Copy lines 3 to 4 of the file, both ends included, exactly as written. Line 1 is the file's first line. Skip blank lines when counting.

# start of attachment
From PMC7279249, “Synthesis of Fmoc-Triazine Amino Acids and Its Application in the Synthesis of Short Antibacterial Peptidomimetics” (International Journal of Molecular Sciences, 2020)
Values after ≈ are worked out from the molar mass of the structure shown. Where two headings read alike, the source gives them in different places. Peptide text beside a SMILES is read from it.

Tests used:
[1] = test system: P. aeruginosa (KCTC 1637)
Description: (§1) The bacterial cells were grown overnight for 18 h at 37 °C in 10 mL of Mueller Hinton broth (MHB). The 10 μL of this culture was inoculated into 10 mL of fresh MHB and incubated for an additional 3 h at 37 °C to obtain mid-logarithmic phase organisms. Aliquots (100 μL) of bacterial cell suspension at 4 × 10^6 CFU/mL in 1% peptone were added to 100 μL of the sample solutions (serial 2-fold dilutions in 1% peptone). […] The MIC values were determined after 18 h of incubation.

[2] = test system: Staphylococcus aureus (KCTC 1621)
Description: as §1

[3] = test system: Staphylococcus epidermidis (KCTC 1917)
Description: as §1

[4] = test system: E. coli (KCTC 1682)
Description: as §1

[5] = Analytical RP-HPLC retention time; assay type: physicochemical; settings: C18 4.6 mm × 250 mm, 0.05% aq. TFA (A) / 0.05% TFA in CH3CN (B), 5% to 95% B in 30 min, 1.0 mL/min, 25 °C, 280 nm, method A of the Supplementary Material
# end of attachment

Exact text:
Tests used:
[1] = test system: P. aeruginosa (KCTC 1637)